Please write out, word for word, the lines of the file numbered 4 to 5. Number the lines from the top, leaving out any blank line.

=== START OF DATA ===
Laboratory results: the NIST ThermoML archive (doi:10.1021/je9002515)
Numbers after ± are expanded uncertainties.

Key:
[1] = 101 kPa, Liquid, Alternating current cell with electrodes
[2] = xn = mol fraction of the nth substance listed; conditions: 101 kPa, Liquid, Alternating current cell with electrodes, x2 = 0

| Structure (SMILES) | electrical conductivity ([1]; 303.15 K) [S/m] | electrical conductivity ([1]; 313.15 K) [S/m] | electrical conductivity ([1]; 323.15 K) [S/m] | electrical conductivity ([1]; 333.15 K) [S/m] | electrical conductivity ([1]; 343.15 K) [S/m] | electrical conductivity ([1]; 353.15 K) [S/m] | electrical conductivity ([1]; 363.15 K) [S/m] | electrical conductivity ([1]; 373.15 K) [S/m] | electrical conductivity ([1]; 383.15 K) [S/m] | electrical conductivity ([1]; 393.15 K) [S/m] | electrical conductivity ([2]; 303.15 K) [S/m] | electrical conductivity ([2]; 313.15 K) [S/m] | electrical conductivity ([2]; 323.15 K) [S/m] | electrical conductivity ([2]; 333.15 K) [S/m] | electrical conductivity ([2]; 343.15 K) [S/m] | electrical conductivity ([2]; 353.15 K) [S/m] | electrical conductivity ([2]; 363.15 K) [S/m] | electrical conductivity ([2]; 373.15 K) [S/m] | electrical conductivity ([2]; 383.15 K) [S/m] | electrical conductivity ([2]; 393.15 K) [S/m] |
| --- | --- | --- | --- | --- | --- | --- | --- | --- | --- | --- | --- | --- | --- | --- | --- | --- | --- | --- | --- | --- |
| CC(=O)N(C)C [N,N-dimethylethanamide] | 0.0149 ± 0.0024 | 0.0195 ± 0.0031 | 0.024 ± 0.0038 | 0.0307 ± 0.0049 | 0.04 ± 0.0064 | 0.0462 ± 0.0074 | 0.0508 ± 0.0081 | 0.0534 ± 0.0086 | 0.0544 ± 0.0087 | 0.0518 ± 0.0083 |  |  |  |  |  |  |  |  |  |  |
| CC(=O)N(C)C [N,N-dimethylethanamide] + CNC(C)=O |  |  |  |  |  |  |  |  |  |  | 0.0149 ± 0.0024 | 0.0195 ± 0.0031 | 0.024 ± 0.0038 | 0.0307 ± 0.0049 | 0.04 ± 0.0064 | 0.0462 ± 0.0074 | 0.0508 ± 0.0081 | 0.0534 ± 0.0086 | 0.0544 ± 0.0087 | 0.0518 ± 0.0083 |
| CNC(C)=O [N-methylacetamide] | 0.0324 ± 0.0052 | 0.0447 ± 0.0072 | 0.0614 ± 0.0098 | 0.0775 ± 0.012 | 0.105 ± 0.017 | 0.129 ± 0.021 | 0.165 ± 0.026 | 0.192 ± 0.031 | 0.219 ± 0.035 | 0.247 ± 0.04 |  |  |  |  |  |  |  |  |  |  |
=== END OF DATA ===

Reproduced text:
[1] = 101 kPa, Liquid, Alternating current cell with electrodes
[2] = xn = mol fraction of the nth substance listed; conditions: 101 kPa, Liquid, Alternating current cell with electrodes, x2 = 0